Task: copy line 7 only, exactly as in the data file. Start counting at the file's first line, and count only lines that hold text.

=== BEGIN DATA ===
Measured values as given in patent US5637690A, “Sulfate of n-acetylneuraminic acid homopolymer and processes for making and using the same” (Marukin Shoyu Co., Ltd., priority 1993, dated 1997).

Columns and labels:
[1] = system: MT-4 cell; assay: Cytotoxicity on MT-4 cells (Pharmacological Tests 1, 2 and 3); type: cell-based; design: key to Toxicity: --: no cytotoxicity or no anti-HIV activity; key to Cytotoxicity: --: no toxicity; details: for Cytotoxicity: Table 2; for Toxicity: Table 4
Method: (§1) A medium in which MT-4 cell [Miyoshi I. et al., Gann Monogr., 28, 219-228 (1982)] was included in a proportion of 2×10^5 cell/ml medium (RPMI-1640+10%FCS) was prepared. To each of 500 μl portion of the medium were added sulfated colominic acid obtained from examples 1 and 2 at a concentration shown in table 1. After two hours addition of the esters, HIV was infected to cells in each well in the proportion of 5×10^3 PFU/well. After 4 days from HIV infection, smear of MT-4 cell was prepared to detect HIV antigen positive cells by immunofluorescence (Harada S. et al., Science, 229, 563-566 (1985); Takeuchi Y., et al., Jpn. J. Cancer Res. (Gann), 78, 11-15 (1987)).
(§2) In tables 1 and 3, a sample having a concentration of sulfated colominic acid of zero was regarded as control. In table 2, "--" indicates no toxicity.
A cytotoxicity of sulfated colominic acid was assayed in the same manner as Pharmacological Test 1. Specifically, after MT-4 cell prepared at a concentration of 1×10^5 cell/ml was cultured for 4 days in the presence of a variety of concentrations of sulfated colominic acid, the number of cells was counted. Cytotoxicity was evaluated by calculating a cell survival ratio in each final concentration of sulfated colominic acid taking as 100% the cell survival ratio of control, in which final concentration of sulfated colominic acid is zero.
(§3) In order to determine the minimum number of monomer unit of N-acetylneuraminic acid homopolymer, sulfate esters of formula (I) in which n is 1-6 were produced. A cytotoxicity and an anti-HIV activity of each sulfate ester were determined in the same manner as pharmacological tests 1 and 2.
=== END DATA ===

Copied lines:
(§3) In order to determine the minimum number of monomer unit of N-acetylneuraminic acid homopolymer, sulfate esters of formula (I) in which n is 1-6 were produced. A cytotoxicity and an anti-HIV activity of each sulfate ester were determined in the same manner as pharmacological tests 1 and 2.